Mention of LGBTQ Group Becomes Flashpoint at Broward County School Board Meeting

Broward County School Board member Brenda Fam was opposed to supporting a resolution that made mention of the Trevor Project. Screenshot.

A Broward County School Board resolution that should have passed swiftly led to a nearly one-hour debate — because there was a reference to the Trevor Project.

The suicide prevention organization for LGBTQ youth was listed in a resource guide for teachers for Spread the Word, a day for school children to promote inclusion, particularly with their special needs peers. The board was asked to vote on approving having Spread the Word brought to teachers, leading to much contention.

“The way we are talking about certain groups of students is as if they are not human and the Trevor Project is the nation’s leading crisis intervention and suicide hotline for LGBTQ students, so the fact that this is even a problem is beyond my comprehension,” said school board member Sarah Leonardi.

The resolution was spearheaded by Dr. Jennifer Valliere, a 19-year veteran of Broward County Public Schools as a special education teacher. She brought along students to speak before the board during its meeting on Feb. 21. Standing before the microphone, they shared their favorite parts about being in the Special Olympics and Best Buddies programs, including playing sports and making new friends.

Spread the Word started in 2009 with the goal to end the use of the word “retarded.” Since then, it has expanded to promote inclusion of all students, regardless of their intellectual or physical abilities. In the educator resource guide, teachers are instructed to “encourage students to reach out to sports teams, student government, service organizations, or other clubs focused on diversity, equity and inclusion, such as the Gay-Straight Alliance at your schools.”

It also lists the Trevor Project and as resources for “online safety and well-being.”

“If you’re not familiar with the Trevor Project, the Trevor Project doesn’t really recognize two sexes, they believe in transgendering children, young children, special needs children,” said Brenda Fam, a school board member. “I’m very, very disappointed that … it wasn’t transparent; that this was part of the deal of this resolution, because I believe in parents’ choice.”

She continued, “They also support transitioning young children behind parents’ backs. They also go beyond what’s allowed under the Florida parents’ rights act. We cannot be reaching out to kindergarten, first, second, third-graders with gender ideology and that’s what this is encouraging, and I think we’re going into a danger zone and that crosses the line.”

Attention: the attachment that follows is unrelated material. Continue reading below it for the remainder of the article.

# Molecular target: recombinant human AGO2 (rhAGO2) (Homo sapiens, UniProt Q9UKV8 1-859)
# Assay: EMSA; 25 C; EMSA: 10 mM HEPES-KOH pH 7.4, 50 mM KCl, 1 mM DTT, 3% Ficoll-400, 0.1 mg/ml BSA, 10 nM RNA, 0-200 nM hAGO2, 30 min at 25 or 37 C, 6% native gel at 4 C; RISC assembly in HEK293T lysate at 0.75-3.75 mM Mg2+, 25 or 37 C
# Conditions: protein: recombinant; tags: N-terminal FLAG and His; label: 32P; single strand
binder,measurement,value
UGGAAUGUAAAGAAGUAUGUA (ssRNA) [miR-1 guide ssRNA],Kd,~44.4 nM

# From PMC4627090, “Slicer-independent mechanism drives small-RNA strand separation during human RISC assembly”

Parents in agreement with Fam spoke during public comment. One parent said, “All DEI stands for is ‘division, exclusion and ideology’” and pointed to the LGBTQ content on the Trevor Project’s social media, particularly pointing out chest binding. Another pointed out that when you visit the group’s website, there is a “quick exit” option for visitors to have the page closed — she questioned what they were trying to hide. Another said, “It’s about sexualizing our children. Stop it,” and another, “We don’t want sexualization of our kids in Broward schools.”

While all nine board members were in support of the resolution, they were divided on whether or not the tool kit should be provided to teachers.

“This resolution has nothing to do with the Trevor Project,” said board member Debra Hixon, who sponsored the resolution. “It is about these amazing people standing here before us, and to turn it into something else is really, really upsetting.”

Narnike Pierre Grant, a PTO member, encouraged the board to “stop nitpicking at everything.”

“The problem is [Valliere] came here with her students. We’re trying to elevate these children, and we’re nitpicking about resources. Resources. This is not something that was used to make a decision, it was just a resource,” she said. “Be prepared when you’re on the other side of it when we start nitpicking and picking things that you want. We can’t make everybody happy.”

Elena Cardet, who teaches alongside Valliere, tearfully came to her defense and touted her colleague’s work with special needs children.

“As a teacher, 22 years in, I don’t have time to indoctrinate any child,” Cardet said. “I am so busy trying to pass the science test and the math test and the writing test and everything else that I barely have time for social studies.”

After much discussion, the board finally took it to a vote. The motion to pass the resolution in support of Spread the Word with the Trevor Project removed failed 6-3; in a revote with the resolution as it was originally presented, it passed 6-2.

Fam did not vote, instead walking out of the chambers saying, “I’m sorry, I’m gone.”


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